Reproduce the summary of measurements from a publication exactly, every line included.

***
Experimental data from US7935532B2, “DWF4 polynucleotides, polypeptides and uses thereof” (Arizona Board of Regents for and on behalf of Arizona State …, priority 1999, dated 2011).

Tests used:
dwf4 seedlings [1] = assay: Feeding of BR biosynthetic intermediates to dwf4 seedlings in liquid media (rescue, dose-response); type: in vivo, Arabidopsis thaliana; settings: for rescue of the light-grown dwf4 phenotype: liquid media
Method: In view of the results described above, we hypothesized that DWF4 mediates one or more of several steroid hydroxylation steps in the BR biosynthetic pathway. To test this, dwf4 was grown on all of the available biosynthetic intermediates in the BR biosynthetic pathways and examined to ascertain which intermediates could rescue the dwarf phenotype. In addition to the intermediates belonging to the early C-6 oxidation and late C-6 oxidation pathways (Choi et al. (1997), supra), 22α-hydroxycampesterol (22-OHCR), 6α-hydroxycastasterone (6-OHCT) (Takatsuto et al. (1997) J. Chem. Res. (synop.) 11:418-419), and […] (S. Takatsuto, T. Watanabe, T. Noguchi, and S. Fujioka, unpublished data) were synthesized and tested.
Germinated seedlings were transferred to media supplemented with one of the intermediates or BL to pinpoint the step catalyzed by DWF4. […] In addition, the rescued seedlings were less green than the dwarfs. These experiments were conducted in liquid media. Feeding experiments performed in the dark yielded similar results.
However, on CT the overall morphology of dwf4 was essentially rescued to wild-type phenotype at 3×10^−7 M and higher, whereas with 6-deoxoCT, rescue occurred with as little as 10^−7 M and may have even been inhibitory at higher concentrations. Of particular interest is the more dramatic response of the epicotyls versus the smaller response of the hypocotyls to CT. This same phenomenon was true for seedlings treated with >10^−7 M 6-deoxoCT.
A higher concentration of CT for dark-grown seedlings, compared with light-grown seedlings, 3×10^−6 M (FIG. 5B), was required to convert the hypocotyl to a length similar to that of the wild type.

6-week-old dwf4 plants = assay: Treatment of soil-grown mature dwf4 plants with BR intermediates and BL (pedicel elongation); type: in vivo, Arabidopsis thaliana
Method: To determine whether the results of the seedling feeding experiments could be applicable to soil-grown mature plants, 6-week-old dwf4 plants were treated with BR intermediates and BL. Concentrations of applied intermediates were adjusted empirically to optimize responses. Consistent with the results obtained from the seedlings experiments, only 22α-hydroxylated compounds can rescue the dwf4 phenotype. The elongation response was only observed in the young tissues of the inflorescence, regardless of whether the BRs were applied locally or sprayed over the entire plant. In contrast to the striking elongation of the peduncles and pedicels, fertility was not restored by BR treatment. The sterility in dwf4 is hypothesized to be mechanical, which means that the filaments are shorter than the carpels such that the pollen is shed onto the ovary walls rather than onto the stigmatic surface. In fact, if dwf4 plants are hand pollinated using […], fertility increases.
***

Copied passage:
Experimental data from US7935532B2, “DWF4 polynucleotides, polypeptides and uses thereof” (Arizona Board of Regents for and on behalf of Arizona State …, priority 1999, dated 2011).

Tests used:
dwf4 seedlings [1] = assay: Feeding of BR biosynthetic intermediates to dwf4 seedlings in liquid media (rescue, dose-response); type: in vivo, Arabidopsis thaliana; settings: for rescue of the light-grown dwf4 phenotype: liquid media
Method: In view of the results described above, we hypothesized that DWF4 mediates one or more of several steroid hydroxylation steps in the BR biosynthetic pathway. To test this, dwf4 was grown on all of the available biosynthetic intermediates in the BR biosynthetic pathways and examined to ascertain which intermediates could rescue the dwarf phenotype. In addition to the intermediates belonging to the early C-6 oxidation and late C-6 oxidation pathways (Choi et al. (1997), supra), 22α-hydroxycampesterol (22-OHCR), 6α-hydroxycastasterone (6-OHCT) (Takatsuto et al. (1997) J. Chem. Res. (synop.) 11:418-419), and […] (S. Takatsuto, T. Watanabe, T. Noguchi, and S. Fujioka, unpublished data) were synthesized and tested.
Germinated seedlings were transferred to media supplemented with one of the intermediates or BL to pinpoint the step catalyzed by DWF4. […] In addition, the rescued seedlings were less green than the dwarfs. These experiments were conducted in liquid media. Feeding experiments performed in the dark yielded similar results.
However, on CT the overall morphology of dwf4 was essentially rescued to wild-type phenotype at 3×10^−7 M and higher, whereas with 6-deoxoCT, rescue occurred with as little as 10^−7 M and may have even been inhibitory at higher concentrations. Of particular interest is the more dramatic response of the epicotyls versus the smaller response of the hypocotyls to CT. This same phenomenon was true for seedlings treated with >10^−7 M 6-deoxoCT.
A higher concentration of CT for dark-grown seedlings, compared with light-grown seedlings, 3×10^−6 M (FIG. 5B), was required to convert the hypocotyl to a length similar to that of the wild type.

6-week-old dwf4 plants = assay: Treatment of soil-grown mature dwf4 plants with BR intermediates and BL (pedicel elongation); type: in vivo, Arabidopsis thaliana
Method: To determine whether the results of the seedling feeding experiments could be applicable to soil-grown mature plants, 6-week-old dwf4 plants were treated with BR intermediates and BL. Concentrations of applied intermediates were adjusted empirically to optimize responses. Consistent with the results obtained from the seedlings experiments, only 22α-hydroxylated compounds can rescue the dwf4 phenotype. The elongation response was only observed in the young tissues of the inflorescence, regardless of whether the BRs were applied locally or sprayed over the entire plant. In contrast to the striking elongation of the peduncles and pedicels, fertility was not restored by BR treatment. The sterility in dwf4 is hypothesized to be mechanical, which means that the filaments are shorter than the carpels such that the pollen is shed onto the ovary walls rather than onto the stigmatic surface. In fact, if dwf4 plants are hand pollinated using […], fertility increases.